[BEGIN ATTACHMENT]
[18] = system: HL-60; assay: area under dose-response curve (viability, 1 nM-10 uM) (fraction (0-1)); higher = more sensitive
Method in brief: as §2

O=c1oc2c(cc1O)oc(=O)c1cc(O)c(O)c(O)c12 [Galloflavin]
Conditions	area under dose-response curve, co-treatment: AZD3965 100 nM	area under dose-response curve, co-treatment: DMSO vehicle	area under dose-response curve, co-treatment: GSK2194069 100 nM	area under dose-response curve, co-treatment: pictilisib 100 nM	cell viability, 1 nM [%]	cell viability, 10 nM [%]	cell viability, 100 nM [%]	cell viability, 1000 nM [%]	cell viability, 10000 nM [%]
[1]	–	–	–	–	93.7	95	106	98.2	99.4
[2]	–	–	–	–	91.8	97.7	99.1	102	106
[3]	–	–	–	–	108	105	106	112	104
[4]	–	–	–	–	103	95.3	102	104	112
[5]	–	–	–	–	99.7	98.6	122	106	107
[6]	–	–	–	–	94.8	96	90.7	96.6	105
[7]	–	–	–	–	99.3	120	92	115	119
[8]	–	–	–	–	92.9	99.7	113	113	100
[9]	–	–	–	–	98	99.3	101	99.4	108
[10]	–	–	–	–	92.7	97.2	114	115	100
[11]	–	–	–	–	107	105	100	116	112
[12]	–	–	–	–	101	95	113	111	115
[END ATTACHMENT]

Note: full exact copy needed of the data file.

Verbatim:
[18] = system: HL-60; assay: area under dose-response curve (viability, 1 nM-10 uM) (fraction (0-1)); higher = more sensitive
Method in brief: as §2

O=c1oc2c(cc1O)oc(=O)c1cc(O)c(O)c(O)c12 [Galloflavin]
Conditions	area under dose-response curve, co-treatment: AZD3965 100 nM	area under dose-response curve, co-treatment: DMSO vehicle	area under dose-response curve, co-treatment: GSK2194069 100 nM	area under dose-response curve, co-treatment: pictilisib 100 nM	cell viability, 1 nM [%]	cell viability, 10 nM [%]	cell viability, 100 nM [%]	cell viability, 1000 nM [%]	cell viability, 10000 nM [%]
[1]	–	–	–	–	93.7	95	106	98.2	99.4
[2]	–	–	–	–	91.8	97.7	99.1	102	106
[3]	–	–	–	–	108	105	106	112	104
[4]	–	–	–	–	103	95.3	102	104	112
[5]	–	–	–	–	99.7	98.6	122	106	107
[6]	–	–	–	–	94.8	96	90.7	96.6	105
[7]	–	–	–	–	99.3	120	92	115	119
[8]	–	–	–	–	92.9	99.7	113	113	100
[9]	–	–	–	–	98	99.3	101	99.4	108
[10]	–	–	–	–	92.7	97.2	114	115	100
[11]	–	–	–	–	107	105	100	116	112
[12]	–	–	–	–	101	95	113	111	115